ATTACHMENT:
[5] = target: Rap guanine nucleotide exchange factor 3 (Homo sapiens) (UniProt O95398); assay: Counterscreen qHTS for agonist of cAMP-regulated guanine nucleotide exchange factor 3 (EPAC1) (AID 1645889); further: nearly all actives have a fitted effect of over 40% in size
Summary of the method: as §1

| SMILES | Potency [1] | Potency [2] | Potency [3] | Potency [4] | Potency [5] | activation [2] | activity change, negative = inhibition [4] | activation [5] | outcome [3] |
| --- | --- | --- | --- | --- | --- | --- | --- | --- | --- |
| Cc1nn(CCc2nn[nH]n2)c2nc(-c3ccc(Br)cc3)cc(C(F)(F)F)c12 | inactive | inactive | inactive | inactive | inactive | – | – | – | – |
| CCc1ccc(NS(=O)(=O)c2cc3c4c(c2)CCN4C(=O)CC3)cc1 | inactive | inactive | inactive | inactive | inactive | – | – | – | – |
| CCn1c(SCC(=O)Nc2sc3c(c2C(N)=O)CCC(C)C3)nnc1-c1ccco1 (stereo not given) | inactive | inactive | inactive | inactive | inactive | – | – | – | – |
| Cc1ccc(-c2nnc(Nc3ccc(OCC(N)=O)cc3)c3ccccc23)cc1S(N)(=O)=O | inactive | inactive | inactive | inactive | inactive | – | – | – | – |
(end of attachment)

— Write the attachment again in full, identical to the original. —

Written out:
[5] = target: Rap guanine nucleotide exchange factor 3 (Homo sapiens) (UniProt O95398); assay: Counterscreen qHTS for agonist of cAMP-regulated guanine nucleotide exchange factor 3 (EPAC1) (AID 1645889); further: nearly all actives have a fitted effect of over 40% in size
Summary of the method: as §1

| SMILES | Potency [1] | Potency [2] | Potency [3] | Potency [4] | Potency [5] | activation [2] | activity change, negative = inhibition [4] | activation [5] | outcome [3] |
| --- | --- | --- | --- | --- | --- | --- | --- | --- | --- |
| Cc1nn(CCc2nn[nH]n2)c2nc(-c3ccc(Br)cc3)cc(C(F)(F)F)c12 | inactive | inactive | inactive | inactive | inactive | – | – | – | – |
| CCc1ccc(NS(=O)(=O)c2cc3c4c(c2)CCN4C(=O)CC3)cc1 | inactive | inactive | inactive | inactive | inactive | – | – | – | – |
| CCn1c(SCC(=O)Nc2sc3c(c2C(N)=O)CCC(C)C3)nnc1-c1ccco1 (stereo not given) | inactive | inactive | inactive | inactive | inactive | – | – | – | – |
| Cc1ccc(-c2nnc(Nc3ccc(OCC(N)=O)cc3)c3ccccc23)cc1S(N)(=O)=O | inactive | inactive | inactive | inactive | inactive | – | – | – | – |